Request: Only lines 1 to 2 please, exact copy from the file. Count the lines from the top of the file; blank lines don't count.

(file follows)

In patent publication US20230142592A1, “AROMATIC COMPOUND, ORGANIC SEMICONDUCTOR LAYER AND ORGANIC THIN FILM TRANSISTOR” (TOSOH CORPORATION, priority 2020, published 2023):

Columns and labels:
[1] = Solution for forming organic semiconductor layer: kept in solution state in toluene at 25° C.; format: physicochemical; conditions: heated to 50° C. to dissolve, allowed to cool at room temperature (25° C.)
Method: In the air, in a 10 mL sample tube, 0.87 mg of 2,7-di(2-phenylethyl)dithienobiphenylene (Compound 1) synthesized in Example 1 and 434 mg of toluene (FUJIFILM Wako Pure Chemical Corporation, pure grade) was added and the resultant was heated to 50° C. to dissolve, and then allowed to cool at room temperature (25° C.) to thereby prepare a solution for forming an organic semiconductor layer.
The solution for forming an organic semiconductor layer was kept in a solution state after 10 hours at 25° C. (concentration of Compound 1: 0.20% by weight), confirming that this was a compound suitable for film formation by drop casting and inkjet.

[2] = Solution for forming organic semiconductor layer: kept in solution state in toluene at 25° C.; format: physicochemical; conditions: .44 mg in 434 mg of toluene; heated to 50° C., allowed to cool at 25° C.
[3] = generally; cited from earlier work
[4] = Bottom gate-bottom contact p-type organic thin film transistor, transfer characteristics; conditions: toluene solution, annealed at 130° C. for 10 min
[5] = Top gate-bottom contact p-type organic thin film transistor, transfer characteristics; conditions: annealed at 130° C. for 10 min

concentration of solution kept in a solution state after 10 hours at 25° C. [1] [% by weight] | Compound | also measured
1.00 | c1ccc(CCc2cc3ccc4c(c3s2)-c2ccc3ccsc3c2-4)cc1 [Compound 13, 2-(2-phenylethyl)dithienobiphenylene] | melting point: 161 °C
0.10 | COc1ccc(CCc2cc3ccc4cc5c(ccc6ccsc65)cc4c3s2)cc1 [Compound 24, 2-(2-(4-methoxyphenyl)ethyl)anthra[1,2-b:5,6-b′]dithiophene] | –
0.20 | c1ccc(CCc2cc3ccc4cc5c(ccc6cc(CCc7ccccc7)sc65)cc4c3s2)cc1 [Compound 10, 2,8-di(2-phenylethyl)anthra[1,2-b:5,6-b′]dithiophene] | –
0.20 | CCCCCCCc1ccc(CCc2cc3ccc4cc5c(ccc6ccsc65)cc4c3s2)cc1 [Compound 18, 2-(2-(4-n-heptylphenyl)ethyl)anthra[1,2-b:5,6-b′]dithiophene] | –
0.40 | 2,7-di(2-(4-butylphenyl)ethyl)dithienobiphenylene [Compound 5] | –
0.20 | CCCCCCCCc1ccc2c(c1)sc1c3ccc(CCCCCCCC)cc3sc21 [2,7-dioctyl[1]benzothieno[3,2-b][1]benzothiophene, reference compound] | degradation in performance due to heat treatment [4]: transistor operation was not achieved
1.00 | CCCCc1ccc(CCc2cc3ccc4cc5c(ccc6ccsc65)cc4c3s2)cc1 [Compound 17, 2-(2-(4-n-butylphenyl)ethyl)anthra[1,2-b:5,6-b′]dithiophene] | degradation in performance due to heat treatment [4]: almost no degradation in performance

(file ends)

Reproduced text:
In patent publication US20230142592A1, “AROMATIC COMPOUND, ORGANIC SEMICONDUCTOR LAYER AND ORGANIC THIN FILM TRANSISTOR” (TOSOH CORPORATION, priority 2020, published 2023):

Columns and labels: